As shown in FIG. 11, in the case that two applications (running on distinct pure application nodes, such as application nodes 510 and 1102) wish to send channel messages to each other, they sometimes may not have a direct conduit for doing so. However, the message may be relayed between the application nodes (510 and 1102) via one or more intermediary nodes 1104, which may also apply the resolver protocol 1106 described above. In one implementation, the operating system node 506 communicates with each application node (510 and 1102), and can act as intermediary between application nodes in the absence of a direct path between them.

Application Processes

In one implementation, the operating system node 506 is responsible for launching processes on the application nodes (e.g., 508) in the system 100. The operating system 504 is aware of each and every installed application 206 and its resource requirements. When a process starts, the operating system 504 decides on a node to launch the application. This decision may be based upon information in the application manifest 208, system configuration state, and/or may be made dynamically based on system resource utilization.

When a process is started on the operating system node 506, the process typically requires no steps in addition those for the conventional launch of a process in a conventional operating system. When a process is to be started on a pure application node 508, the operating system 504 initiates the process. The operating system 504 need only send a message to the local process initiator 604 in the local subordinate kernel 518 on the node 508, informing the node 508 where to locate the process image 406 and corresponding resources. The subordinate kernel 518 then becomes responsible for starting the process and notifies the operating system kernel 516 of the outcome of the process initialization process. In one implementation, the subordinate kernel 518 itself is also started during the initialization of the application node 508. The subordinate kernel 518 instruction stream may be present in non-volatile storage associated with the node 508 or it may be loaded into the memory associated with the application node 508 by the operating system node 506 when the operating system node 506 initializes the application node 508.

Exemplary Methods

FIG. 12 shows an exemplary method 1200 of running an application on multiple heterogeneous processors. In the flow diagram, the operations are summarized in individual blocks. The exemplary method 1200 may be performed by hardware, software, or combinations of hardware, software, firmware, etc., for example, by components of the exemplary process delegation engine 102.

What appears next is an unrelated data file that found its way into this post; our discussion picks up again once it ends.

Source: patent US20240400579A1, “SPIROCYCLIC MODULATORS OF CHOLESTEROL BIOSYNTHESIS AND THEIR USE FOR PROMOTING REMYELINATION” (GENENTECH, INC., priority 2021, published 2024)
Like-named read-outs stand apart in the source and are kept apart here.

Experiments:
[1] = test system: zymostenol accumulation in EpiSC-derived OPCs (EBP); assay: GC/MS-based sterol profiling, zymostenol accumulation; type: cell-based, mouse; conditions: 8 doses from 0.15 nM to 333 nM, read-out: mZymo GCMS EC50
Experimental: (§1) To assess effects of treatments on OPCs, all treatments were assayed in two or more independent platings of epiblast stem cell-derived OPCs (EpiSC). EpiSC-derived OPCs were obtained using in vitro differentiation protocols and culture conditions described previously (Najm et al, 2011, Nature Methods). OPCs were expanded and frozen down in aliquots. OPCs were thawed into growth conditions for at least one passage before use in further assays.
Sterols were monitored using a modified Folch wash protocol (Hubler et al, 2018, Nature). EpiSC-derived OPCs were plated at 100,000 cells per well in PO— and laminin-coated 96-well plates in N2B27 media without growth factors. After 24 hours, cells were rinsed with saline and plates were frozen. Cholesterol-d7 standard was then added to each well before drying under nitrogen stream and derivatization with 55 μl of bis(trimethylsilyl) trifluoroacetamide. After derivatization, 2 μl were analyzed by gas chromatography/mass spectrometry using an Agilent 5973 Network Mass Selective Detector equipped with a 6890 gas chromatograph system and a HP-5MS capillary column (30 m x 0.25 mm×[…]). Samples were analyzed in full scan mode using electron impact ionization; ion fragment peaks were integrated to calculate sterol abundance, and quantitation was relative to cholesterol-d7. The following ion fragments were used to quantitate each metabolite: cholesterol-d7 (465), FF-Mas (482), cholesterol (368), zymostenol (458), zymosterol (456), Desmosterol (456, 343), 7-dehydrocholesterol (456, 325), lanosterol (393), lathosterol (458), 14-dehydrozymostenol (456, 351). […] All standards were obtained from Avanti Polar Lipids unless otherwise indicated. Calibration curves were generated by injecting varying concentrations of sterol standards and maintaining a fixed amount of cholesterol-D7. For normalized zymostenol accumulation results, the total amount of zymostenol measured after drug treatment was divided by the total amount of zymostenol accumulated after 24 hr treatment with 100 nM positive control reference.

At block 1202, communication is established between the processors for managing resources associated with each processor. Conventionally, two processors in a computing system may or may not communicate with each other. For example, two far-flung processors on peripheral plug-in cards may not communicate directly with each other at all. But exemplary communication between all relevant processors in computing system can be achieved in a practical sense—for purposes of deciding management of computing resources. Some processors can communicate with each other by leaving messages in a memory region and then using processor interrupts to signal the other processor of the message's presence. Subordinate “pared-down” kernels of the operating system can be associated with groups of auxiliary and peripheral processors to communicate with the main OS kernel and manage local resources. Communication is thus set up between multiple heterogeneous processors in a computing system so that the operating system can discern what computing resources are available across the heterogeneous processors and whether the OS itself is managing a given resource or whether an assigned subordinate kernel is instead managing the given resource on a more local level.

At block 1204, a software application is received. In one implementation, the software application is designed with a manifest and a list of likely resource needs so that the operating system can efficiently allocate processes of the application among the multiple heterogeneous processors However, in another implementation, a stock or off-the-shelf application is received that is agnostic to the method 1400 of running an application on multiple heterogeneous processors.

At block 1206, different processes of the software application are allocated among the resources of the processors. In one implementation, the application is transformed into neutral or generic binary images that can be run on one processor or many—given the communication established between heterogeneous processors and their heterogeneous resources.

FIG. 13 shows an exemplary method 1300 of creating an application capable of running on multiple heterogeneous processors. In the flow diagram, the operations are summarized in individual blocks. The exemplary method 1300 may be performed by hardware, software, or combinations of hardware, software, firmware, etc., for example, by components of the exemplary process delegation engine 102.

At block 1302, an application is received. The application may be designed with an exemplary manifest and list of likely needed resources, or the application may be received as-is, off-the-shelf in conventional form, as described above in the previous method 1200.

At block 1304, the application is coded so that the application is capable of running either solely on a main processor, solely on one or more auxiliary processors, or on a combination of the main processor and one or more auxiliary processors. The application can exist in an architecture independent form, and be further transformed into a neutral or generic code so that the application will run on one or many processors. The intermediate representation is preferably type and memory safe. The operating system may verify the properties of the application.